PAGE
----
Royalties generated by Spanish artists on Spotify exceeded $133m in 2023

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In recent weeks, Spotify has been gradually releasing country-level data as part of its annual Loud & Clear music economics report, an initiative that it says makes it “the only streaming provider to share data on artist remuneration.”

To be clear, that data is aggregate only (Spotify won’t tell you how much Bad Bunny earned in the UK last year, for example), and the data it provides isn’t always consistent – it provides one set of metrics for one country, and another set of metrics for another. Sometimes these metrics overlap, allowing for country-to-country comparisons, and sometimes they don’t.

Nonetheless, the Loud & Clear data do give us an insight into the dynamics of various digital music markets that those of us who aren’t privy to the confidential data analyses of streaming services haven’t had before.

In its latest release – and apparently its last national-level release for the year – Spotify has unveiled numbers on music streaming in Spain.

One number jumps out: In 2023, the royalties generated by Spanish artists on Spotify exceeded EUR €123 million (USD $133 million at the average exchange rate for 2023). That’s almost quadruple the royalties generated by Spanish artists back in 2017.

One thing to note about these numbers is that they are specifically royalties generated on Spotify, and given that Spotify has rapidly grown its subscriber base over these years, the massive increase in royalties generated by Spanish artists is at least as much a reflection of Spotify’s growth as it is of the Spanish music market’s growth.

Nonetheless, Spain saw solid growth in its music industry in 2023, with revenues up 15% YoY according to data from Spanish industry group PROMUSICAE. Spotify royalties from Spanish artists grew 24% in the same period.

This also compares favorably to the European Union as a whole, which saw Spotify royalties grow 16% YoY in 2023, according to an earlier Loud & Clear report.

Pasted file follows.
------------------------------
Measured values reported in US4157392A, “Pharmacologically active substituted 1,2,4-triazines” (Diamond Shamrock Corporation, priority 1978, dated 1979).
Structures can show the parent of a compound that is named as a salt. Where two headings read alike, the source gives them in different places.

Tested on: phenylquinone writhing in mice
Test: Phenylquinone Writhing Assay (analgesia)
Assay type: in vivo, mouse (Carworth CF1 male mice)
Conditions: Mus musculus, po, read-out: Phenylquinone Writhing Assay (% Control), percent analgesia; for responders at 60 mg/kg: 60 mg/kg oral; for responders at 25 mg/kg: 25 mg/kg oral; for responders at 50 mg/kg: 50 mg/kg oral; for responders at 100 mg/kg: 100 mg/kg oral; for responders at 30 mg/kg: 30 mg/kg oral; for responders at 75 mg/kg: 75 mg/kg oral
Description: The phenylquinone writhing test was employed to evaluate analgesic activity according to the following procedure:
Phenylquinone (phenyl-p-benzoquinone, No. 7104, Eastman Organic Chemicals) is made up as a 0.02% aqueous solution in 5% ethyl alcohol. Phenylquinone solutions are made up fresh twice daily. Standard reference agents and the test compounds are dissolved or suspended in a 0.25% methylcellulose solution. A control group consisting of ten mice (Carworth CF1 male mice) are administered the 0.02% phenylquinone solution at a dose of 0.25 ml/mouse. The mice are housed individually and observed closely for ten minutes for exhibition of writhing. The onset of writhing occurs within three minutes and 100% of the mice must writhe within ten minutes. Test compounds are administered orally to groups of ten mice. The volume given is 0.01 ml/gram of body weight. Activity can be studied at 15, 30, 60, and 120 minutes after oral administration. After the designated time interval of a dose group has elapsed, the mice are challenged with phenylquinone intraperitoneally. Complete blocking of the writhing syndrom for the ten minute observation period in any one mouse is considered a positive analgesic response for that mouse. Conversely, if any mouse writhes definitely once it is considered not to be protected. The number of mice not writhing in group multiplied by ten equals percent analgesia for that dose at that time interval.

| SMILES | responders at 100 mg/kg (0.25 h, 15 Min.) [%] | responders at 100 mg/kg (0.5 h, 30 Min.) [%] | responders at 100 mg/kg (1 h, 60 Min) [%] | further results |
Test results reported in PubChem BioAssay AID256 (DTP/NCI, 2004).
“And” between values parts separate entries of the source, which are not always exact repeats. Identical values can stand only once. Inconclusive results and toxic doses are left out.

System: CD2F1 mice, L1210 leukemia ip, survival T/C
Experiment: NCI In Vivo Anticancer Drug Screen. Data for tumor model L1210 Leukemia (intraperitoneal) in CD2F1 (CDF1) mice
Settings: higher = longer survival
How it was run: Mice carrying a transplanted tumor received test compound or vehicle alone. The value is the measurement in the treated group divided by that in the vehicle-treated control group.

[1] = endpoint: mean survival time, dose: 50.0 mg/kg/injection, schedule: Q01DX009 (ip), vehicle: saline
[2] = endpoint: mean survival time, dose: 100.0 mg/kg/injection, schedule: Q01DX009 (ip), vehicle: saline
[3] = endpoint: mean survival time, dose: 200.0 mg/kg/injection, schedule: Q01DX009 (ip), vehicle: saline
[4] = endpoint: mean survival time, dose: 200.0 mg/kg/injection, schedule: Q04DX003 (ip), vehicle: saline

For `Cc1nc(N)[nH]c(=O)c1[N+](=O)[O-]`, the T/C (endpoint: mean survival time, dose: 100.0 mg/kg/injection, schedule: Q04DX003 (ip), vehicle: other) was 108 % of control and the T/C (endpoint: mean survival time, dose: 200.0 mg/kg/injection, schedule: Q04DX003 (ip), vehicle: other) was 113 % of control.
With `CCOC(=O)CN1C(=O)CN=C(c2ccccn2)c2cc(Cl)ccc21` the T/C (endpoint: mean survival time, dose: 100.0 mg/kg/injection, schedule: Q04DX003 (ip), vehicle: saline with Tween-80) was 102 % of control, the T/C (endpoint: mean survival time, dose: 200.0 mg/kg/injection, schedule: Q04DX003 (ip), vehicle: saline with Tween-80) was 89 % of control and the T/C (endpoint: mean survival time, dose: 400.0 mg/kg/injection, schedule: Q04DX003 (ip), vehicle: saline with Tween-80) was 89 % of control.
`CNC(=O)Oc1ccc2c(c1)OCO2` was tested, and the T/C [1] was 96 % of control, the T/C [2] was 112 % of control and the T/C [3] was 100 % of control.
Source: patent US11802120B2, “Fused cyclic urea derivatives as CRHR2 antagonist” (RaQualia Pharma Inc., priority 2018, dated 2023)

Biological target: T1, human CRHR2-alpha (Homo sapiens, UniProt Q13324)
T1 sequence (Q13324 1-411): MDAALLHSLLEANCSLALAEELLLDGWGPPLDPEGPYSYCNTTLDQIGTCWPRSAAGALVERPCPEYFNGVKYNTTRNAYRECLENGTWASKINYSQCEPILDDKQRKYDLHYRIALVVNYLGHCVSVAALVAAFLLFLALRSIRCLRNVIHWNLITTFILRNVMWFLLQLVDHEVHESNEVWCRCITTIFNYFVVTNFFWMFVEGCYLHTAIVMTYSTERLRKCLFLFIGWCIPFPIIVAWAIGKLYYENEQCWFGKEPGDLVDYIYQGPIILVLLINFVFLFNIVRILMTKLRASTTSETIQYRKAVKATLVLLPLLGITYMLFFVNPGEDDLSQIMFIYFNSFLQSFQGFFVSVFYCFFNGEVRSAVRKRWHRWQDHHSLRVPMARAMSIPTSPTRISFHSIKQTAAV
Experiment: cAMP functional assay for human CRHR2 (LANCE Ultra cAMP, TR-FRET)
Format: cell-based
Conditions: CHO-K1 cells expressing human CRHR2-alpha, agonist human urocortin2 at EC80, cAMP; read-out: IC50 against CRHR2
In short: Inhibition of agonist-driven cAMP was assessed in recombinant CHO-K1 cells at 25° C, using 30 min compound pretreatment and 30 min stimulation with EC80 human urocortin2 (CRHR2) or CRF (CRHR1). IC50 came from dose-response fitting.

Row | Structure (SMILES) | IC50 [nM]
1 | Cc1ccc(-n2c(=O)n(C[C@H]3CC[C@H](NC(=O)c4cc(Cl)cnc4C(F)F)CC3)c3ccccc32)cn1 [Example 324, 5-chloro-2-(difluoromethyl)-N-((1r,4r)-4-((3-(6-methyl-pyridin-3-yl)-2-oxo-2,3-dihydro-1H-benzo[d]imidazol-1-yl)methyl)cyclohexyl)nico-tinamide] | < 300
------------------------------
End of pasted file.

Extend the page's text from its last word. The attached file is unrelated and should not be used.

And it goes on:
However, Spain accounted for about 8.2% of the €1.5 billion ($1.62 billion) in royalties generated by EU artists on the platform in 2023 – a slight underperformance, given that Spain has about 10.9% of the EU’s population.

Also notable: There were around 1,300 Spanish artists who generated at least €10,000 in royalties on Spotify in 2023, more than triple the number in 2017. Despite this rapid growth, Spain accounted for only 8.7% of the roughly 15,000 European Union artists who generated more than €10,000 in royalties in 2023, once again underperforming relative to its population size.

Spotify also reported that more than 50% of royalties generated by Spanish artists came from outside Spain. Compare this to Canada, where 92% of the royalties generated by local artists came from outside the country.

This suggests that Spain isn’t quite as good at exporting its music as some other comparable countries – perhaps surprising, given the popularity these days of Latin music, which is primarily in the Spanish language.

But that may yet turn around. In 2013, Spanish artists were discovered more than 3.1 billion times by Spotify listeners. On this metric, Spain overperformed, accounting for 11.1% of all the EU music discovered by Spotify listeners in 2023.

(Spain’s success on this metric might also have to do with the fact that some local music trends in EU countries are really local. Polish rap may be huge in Poland, but it doesn’t have much of an audience outside the country.)

According to Spotify, reguetón and flamenco pop are among the most popular music genres that Spain exports, although rap, trap and melodic pop also play a prominent role.

Finally,  some 60% of royalties came from indie artists or labels (compared to 65% in France).

You can check out Spotify’s country-level data on the UK, Germany, Italy, Denmark and Sweden here.

Spotify’s data on Brazil, Canada, France and the European Union can be found here.

Music Business Worldwide

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